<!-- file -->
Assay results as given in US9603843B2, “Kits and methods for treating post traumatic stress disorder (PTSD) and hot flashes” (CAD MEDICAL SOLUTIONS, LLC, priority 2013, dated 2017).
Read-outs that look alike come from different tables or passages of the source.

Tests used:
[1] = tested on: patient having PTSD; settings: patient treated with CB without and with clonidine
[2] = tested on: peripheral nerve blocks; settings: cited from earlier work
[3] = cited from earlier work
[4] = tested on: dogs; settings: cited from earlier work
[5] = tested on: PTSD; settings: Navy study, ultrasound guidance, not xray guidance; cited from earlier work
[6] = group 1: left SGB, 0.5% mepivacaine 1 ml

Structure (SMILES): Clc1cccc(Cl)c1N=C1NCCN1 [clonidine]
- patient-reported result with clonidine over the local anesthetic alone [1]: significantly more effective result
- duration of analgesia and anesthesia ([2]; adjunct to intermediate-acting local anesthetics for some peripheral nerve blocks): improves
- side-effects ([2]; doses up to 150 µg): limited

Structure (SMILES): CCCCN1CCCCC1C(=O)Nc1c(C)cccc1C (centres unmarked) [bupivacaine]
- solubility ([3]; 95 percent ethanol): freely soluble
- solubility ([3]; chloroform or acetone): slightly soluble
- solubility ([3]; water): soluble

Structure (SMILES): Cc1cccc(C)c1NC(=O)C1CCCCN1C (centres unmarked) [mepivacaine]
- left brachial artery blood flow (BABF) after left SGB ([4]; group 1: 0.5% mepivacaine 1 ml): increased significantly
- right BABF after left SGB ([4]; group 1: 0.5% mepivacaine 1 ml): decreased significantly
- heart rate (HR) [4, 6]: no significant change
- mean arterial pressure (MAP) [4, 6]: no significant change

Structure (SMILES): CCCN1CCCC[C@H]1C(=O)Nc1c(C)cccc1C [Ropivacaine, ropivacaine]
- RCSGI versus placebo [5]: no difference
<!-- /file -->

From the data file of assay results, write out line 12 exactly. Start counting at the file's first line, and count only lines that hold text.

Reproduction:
- duration of analgesia and anesthesia ([2]; adjunct to intermediate-acting local anesthetics for some peripheral nerve blocks): improves